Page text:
Date of Award




Document Type

Master's Thesis

Degree Name

Master of Science (MS)


Department of Atmospheric and Environmental Sciences

Content Description

1 online resource (xv, 132 pages) : color illustrations, color maps.

Dissertation/Thesis Chair

Lance F Bosart


Cyclones, Winds, Atmospheric circulation, Jet stream

Subject Categories

Atmospheric Sciences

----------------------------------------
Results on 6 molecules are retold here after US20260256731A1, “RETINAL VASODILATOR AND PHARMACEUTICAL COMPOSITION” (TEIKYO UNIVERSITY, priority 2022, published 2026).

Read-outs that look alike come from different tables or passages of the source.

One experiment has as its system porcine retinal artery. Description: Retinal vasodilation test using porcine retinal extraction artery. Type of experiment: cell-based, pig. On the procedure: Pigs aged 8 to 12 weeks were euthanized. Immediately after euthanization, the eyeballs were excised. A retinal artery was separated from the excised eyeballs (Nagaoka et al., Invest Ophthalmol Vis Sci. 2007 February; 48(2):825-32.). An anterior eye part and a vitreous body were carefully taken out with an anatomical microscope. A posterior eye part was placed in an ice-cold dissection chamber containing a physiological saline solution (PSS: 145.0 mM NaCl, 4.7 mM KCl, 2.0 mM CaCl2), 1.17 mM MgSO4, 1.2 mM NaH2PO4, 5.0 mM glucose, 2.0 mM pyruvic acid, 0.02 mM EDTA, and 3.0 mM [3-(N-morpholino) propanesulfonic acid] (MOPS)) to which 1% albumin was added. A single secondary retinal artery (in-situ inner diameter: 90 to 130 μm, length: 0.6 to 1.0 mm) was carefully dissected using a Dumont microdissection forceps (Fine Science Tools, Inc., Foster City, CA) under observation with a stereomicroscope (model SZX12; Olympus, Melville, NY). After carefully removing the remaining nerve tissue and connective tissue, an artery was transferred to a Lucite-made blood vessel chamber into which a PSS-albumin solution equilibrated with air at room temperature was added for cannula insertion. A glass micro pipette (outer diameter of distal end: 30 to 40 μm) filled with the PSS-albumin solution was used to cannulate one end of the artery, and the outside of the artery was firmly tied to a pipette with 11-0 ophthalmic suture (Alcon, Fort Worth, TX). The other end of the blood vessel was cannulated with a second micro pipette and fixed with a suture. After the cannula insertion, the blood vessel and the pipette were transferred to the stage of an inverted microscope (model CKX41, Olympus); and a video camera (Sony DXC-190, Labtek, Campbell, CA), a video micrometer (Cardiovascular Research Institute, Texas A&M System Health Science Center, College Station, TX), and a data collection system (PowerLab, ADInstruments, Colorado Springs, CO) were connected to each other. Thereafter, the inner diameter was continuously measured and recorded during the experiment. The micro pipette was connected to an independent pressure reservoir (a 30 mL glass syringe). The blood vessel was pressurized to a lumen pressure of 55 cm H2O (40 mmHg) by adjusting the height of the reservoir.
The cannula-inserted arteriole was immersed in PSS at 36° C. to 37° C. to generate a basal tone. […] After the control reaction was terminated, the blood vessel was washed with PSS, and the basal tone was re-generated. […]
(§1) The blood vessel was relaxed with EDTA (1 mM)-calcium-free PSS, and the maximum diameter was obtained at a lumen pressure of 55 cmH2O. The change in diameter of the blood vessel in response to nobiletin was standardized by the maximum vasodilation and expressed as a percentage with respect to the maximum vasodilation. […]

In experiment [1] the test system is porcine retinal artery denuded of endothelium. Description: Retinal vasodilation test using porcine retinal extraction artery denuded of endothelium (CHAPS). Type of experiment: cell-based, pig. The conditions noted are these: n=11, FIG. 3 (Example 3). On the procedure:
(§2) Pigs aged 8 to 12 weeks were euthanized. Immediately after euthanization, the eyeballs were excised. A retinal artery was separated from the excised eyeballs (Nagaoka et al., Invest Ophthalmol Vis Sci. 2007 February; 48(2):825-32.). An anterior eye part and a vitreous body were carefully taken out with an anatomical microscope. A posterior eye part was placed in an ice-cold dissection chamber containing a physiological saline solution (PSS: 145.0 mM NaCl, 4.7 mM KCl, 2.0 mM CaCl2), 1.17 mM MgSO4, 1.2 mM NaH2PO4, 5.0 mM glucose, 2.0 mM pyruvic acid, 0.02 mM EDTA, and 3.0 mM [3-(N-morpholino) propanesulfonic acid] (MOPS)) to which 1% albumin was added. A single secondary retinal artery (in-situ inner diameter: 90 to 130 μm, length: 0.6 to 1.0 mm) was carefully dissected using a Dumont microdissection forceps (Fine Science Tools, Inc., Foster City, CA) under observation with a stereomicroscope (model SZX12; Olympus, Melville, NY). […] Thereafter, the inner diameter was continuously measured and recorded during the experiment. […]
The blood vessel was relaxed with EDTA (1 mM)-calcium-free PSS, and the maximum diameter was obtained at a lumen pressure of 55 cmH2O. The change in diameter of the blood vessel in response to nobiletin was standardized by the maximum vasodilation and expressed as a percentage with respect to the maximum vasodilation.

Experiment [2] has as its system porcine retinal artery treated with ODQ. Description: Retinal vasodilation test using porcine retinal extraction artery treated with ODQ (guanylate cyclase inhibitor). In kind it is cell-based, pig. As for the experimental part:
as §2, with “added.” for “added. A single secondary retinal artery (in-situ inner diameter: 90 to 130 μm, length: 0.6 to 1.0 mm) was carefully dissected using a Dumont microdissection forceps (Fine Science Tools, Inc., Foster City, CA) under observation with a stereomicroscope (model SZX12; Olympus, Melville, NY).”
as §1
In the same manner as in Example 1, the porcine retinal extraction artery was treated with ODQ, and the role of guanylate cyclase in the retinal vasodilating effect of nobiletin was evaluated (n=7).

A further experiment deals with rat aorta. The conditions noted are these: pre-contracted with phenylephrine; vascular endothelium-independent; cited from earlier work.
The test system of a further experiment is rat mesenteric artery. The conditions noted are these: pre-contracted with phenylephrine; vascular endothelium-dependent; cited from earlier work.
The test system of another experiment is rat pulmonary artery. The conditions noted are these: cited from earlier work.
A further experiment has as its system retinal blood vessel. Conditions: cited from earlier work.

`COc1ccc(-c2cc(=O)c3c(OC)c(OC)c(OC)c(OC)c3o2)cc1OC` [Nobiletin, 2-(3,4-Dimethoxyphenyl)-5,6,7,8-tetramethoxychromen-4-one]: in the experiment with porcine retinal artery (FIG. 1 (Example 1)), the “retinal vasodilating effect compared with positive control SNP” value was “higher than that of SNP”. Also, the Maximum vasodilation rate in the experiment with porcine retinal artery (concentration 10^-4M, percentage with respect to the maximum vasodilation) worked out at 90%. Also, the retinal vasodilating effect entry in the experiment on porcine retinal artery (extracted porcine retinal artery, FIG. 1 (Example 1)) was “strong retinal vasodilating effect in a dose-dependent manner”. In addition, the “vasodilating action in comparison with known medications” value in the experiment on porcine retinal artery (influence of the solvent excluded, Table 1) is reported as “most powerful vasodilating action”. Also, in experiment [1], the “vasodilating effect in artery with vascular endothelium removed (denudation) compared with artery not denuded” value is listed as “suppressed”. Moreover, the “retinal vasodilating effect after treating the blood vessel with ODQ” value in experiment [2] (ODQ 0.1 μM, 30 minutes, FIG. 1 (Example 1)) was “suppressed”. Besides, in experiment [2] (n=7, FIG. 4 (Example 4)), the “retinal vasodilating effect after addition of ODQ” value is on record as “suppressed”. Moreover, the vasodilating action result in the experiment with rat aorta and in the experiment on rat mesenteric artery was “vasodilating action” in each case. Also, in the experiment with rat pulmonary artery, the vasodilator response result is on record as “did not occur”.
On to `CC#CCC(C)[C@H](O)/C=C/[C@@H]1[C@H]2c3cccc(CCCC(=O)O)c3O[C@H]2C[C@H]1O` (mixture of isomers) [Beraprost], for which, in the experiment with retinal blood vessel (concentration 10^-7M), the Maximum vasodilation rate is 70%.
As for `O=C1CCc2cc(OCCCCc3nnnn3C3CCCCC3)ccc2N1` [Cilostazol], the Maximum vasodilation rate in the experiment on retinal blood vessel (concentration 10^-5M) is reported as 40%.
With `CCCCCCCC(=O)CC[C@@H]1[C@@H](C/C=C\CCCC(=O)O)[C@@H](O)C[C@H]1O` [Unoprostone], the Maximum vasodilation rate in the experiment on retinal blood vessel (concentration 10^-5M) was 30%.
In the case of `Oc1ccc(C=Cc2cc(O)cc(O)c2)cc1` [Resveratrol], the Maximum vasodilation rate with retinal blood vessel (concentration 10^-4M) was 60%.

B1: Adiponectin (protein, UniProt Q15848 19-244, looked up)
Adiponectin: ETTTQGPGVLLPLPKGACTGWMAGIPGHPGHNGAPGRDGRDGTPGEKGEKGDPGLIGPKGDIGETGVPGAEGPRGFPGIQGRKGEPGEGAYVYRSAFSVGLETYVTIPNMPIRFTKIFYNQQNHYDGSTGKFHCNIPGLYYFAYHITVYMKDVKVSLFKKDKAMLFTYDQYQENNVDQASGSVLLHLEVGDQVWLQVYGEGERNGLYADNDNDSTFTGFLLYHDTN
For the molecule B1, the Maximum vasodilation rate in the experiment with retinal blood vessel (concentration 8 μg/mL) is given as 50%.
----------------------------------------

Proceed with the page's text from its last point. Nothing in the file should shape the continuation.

A subset of Northeast U.S. cool-season cyclones is associated with upper-level easterly flow and, occasionally, well-defined easterly jet streaks. These events occur approximately once per year and may be associated with retrograding surface cyclones and precipitation caused by northerly warm-air advection, leading to forecast challenges. The deepest extratropical cyclone that affected the Northeast U.S. during the 2009-2010 cool-season was associated with an upper-level easterly jet streak, and produced a record snowfall total of 85 cm in Burlington, Vermont. Orographic precipitation enhancement in this case resulted from an interaction of the low-level flow with the complex topography of northern Vermont. This thesis explores the multi-scale aspects of similar anomalous cyclone events (ACEs) in the Northeast U.S. through climatological, composite and case study analyses.